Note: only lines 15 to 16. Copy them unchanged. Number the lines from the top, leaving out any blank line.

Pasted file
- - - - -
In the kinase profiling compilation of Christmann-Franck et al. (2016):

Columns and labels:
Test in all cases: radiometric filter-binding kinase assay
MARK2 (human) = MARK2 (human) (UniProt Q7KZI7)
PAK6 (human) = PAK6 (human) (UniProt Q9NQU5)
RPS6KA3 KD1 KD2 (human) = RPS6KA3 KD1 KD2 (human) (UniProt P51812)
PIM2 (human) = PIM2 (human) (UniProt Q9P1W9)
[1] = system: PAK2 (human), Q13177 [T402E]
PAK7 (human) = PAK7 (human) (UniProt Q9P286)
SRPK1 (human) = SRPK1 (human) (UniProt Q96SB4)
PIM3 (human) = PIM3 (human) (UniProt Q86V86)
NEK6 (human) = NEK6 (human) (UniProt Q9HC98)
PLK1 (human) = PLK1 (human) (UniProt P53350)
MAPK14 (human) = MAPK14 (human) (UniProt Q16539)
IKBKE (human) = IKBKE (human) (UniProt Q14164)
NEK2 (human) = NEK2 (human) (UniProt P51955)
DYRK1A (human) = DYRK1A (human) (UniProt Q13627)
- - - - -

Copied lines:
IKBKE (human) = IKBKE (human) (UniProt Q14164)
NEK2 (human) = NEK2 (human) (UniProt P51955)